Most people, when receiving a promotion at work, are ecstatic and bask in the feeling of success. I don’t do that. Up until I met up with Melanie, yesterday, I actually exhausted myself thinking through every scenario in which I can fail. Welcome to my mind.

Let me catch everyone up to the present. Last Friday, I interviewed for the new Gaming Supervisor spot at work. This is a position created by the company as they turn their focus to Gamestop and Walmart in an attempt to become the #1 gaming retailer in the U.S. Part of that drive means having leadership and employees dedicated solely to the department and so, when the position was made available, I applied. I love games and I want to move up. It kind of made sense to go for it.

Yesterday, I was told that I would be receiving an offer for the job. Immediately, my emotions were very bitter sweet, with way more bitterness than sweetness. I felt bad for a few co-workers who also went for the spot and would have been just as good of a fit for it. They’re my friends and I, of course, want success for them. It wasn’t pleasant seeing the disappointment in their faces. I know most people will tell me that I have to look out for myself, but it still bothered me. On top of that, I started panicking about all the ways I can screw this up and fail miserably. It’s damn exhausting to think like that and, as today winds down and I’ve spent most of it thinking of the same things, I’m exhausted yet again.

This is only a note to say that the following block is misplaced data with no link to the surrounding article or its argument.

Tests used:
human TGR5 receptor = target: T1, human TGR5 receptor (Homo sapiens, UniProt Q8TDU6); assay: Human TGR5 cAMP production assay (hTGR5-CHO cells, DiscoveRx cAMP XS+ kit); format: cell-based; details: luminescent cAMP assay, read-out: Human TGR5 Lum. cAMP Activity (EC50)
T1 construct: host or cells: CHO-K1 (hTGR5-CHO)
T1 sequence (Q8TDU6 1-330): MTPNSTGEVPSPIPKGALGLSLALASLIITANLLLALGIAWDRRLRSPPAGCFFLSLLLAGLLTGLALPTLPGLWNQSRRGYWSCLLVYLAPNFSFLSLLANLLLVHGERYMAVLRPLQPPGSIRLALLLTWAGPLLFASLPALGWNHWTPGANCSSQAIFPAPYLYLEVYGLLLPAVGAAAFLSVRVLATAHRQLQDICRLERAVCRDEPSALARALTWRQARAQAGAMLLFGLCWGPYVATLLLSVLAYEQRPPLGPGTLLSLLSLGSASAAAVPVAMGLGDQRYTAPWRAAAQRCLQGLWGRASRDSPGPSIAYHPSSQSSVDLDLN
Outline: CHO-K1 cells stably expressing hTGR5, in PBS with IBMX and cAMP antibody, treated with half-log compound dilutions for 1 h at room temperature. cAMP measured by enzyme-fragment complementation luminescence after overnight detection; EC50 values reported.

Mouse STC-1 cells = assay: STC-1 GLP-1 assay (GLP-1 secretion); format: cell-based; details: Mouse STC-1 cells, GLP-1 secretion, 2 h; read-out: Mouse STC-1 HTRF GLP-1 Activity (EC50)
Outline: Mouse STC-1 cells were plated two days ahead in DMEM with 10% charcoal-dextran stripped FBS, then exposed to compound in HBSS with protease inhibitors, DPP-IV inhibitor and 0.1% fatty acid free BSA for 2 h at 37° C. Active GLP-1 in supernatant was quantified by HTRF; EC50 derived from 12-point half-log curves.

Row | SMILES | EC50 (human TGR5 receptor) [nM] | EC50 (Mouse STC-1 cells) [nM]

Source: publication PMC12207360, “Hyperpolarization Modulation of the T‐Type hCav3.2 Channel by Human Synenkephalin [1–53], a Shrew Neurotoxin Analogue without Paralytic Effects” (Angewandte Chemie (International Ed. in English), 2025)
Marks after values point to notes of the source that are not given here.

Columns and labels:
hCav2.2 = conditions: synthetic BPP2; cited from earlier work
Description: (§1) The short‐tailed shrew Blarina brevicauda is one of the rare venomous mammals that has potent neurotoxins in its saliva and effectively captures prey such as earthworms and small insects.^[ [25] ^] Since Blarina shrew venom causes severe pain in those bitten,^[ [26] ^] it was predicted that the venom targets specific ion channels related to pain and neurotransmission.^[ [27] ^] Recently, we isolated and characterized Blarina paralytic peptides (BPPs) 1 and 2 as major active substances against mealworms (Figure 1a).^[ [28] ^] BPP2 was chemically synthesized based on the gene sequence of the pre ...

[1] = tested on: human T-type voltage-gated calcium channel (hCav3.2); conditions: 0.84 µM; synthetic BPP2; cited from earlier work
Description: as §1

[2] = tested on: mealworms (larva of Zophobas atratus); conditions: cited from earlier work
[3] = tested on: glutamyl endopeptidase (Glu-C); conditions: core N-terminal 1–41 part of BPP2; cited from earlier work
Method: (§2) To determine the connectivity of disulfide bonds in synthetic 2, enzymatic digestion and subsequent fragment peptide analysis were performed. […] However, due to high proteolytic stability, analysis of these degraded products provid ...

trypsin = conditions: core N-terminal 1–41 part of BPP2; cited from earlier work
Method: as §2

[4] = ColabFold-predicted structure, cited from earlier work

The biggest challenge, though, is going to be heading back to the sales floor. I have become very comfortable in my now former role. I’ve worked only mornings, knew almost every thing there is to know for a person in that position, and got to spend a lot of time with Melanie. Now, as I move back to the sales floor, my schedule will vary wildly and time with Melanie is going to be limited. On top of that, I have never been a supervisor before and I haven’t been on the sales floor in four years. What the hell were these people thinking picking me?! Life is about to get very different.

At the end of the day, honestly speaking, it’s just my fear of change and failure that’s crippling me. Logically, I can see how silly it is to think like this, but that doesn’t change the fact that the thoughts creep in and make me want to run and hide. I hope I can conquer the negativity and, ultimately, succeed at this new job as well as I have in the role I’m leaving. I’m so used to being one of the best, that the thought of falling behind the pack is very scary and not something I want to have to deal with.